The most important thing I tell any writer who is embarking on writing their screenplay is to just plow through and get that first draft done. Here’s the rub though. Finishing that first draft is only the beginning of the journey for you as a writer.
If there is one thing I know… it’s that the first draft of your script is ALWAYS going to be terrible. Don’t worry. That’s okay. Quality is never your goal with the first draft. The goal is to scoop those ideas out of your brain, put them on paper and get the structure of your story on the page. When you finally get that glorious awful first draft completed, this is where the real work begins.
1) Put it in a drawer
The last thing you want to do is immediately re-read your goopy brain-droppings after you clickity-clack that final Fade to Black. Your mind needs time to decompress. So find a drawer, put your script in said drawer, and leave it alone until you have a nice solid layer of dust on the cover page which you can blow off like Indiana Jones finding an artifact in some cave in Indonesia.
2) Print that puppy out
It’s been a few weeks and you’re finally able to take a look at that crap you wrote. Don’t use the computer. Print it out. Find your favorite colored felt tip pen and mark that sucker up. You’re bound to find a billion grammar mistakes, missing words, wrong names, etc. But you’ll also figure out scenes that aren’t working and characters who need improvement. New ideas will pop out and make your story work better. You will punch yourself in the face for not thinking of them the first time you wrote this garbage pile, but that’s okay. This is the evolution of the rewrite.
3) Make a New Outline
As you prep to do your first rewrite, open up a notes doc and make an outline (or beat sheet) of everything currently happening in your scrip. This will help you discover everything you need to happen in your next draft. By giving yourself a thorough roadmap for your rewrite, when you dive in, you will know where you need to go to improve all your elements. That said, don’t be afraid to stray from your roadmap. It is good to create new scenes that flow from your fingertips stream of conscious. Some of your best ideas happen in the moment, and are unplanned. If you can surprise yourself, you can surprise your audience.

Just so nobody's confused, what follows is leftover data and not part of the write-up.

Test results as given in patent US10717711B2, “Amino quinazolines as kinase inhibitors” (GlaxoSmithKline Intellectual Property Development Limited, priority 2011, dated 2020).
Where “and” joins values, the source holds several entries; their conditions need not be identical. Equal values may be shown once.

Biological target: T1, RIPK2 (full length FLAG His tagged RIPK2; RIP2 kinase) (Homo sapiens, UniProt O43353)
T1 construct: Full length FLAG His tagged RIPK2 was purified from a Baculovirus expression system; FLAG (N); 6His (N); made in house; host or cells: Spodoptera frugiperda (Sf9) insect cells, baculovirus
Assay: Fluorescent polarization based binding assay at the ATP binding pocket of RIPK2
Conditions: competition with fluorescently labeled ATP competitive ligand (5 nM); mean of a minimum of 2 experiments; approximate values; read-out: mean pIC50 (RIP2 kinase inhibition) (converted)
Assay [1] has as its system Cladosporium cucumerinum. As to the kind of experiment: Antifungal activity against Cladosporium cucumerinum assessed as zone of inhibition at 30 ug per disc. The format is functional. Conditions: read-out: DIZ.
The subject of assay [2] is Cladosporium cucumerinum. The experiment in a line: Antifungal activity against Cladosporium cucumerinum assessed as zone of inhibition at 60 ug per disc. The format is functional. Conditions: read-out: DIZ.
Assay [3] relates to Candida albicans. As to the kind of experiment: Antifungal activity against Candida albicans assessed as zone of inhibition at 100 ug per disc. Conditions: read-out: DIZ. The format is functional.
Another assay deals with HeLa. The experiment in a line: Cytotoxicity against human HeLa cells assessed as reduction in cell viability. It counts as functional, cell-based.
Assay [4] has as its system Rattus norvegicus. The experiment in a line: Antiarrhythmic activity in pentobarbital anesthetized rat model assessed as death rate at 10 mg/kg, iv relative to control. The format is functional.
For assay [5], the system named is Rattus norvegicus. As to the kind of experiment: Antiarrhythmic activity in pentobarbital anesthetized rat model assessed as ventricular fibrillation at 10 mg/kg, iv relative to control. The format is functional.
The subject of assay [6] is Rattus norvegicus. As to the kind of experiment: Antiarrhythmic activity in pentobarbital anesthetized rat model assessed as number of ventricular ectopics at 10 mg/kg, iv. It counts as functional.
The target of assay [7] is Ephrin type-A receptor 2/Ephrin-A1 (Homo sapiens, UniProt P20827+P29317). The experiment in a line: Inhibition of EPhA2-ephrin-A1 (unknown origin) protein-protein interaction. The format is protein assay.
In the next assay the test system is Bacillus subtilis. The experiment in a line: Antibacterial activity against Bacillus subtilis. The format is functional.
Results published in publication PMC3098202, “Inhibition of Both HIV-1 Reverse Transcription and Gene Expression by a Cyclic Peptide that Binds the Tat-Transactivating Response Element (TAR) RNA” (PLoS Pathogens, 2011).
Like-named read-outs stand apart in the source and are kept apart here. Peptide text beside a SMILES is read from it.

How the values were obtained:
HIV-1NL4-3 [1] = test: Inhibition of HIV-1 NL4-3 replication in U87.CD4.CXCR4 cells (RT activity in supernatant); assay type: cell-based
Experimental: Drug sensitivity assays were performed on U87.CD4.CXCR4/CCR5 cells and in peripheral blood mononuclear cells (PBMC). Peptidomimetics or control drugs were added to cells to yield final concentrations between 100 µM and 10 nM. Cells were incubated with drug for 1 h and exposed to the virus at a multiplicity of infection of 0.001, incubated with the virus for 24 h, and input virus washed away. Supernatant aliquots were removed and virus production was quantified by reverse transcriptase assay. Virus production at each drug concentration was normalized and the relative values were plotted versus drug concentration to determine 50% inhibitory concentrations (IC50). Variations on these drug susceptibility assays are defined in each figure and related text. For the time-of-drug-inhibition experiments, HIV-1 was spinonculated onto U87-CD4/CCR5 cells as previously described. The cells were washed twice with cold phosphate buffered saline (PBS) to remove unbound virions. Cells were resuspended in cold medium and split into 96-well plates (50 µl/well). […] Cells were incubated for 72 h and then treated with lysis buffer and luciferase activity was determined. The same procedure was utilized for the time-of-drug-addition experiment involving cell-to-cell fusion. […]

4) Lather, Rinse and Repeat
After you’ve gotten through that second draft, that now doesn’t completely suck, there’s one thing you need to remind yourself. This still is not good enough to show people. You need to put it back in that drawer. You need to go do something else for a few weeks until you’ve completely forgotten everything you did, and then pull it out and repeat Steps 1-3. How many times you’ll have to repeat these steps, I cannot tell you, but you’ll eventually know when your script is ready to show to someone.
5) Get Notes
Once you finally have a draft that feels pretty good to you, it’s time to show it to a trusted group of readers who know you well enough to tell you how awful your screenplay is without totally destroying your confidence. While you may think your ideas are amazing, if other people don’t find the execution of them equally as amazing… then they might not be to the level you need them to be. Getting people’s’ feedback and applying that feedback to your script is a crucial step.
You must be able to take constructive criticism. You don’t want someone to read your fourth draft script and say “that was great” and not get any notes. Your script always needs work. Most scripts are being worked on while they are shooting the movie. Yours is no different.
Now, that doesn’t mean you have to take EVERY note. A lot of times, I’ll use this rule: if someone gives me a note I don’t agree with, I’ll ignore it for the time being. However, if three people give me that same note, then I know there’s a problem that needs fixing.
6) Have a Reading
Now that you’ve applied all of your notes to the script, it’s time to assemble a group of actors and read your script out loud and have a discussion of the story. Many times, it is an actor who gets a script bought, sold, greenlit, etc. So you need to make sure EVERY character is attractive to the actors who will play the role. Sometimes, you’ll get a tiny note that will make a world of difference when your screenplay finds itself on the desk of a studio reader.
7) The Final Draft
After you’ve squeezed every last drop of creativity from your brain onto the page, and you have done your final grammar pass, and incorporated all of your friends notes, you are ready to give the script to your agent, or producer for review. If you have done your job, their notes will be minimal and getting it into the hands of people who want to buy your screenplay will be the next step to achieve the truly fun and exciting part of being a writer… and that’s doing another rewrite with a director and a star.
This is the process that works for me. I hope it works for you. Good luck! Now go write that terrible, horrible, no good, very bad first draft of your screenplay.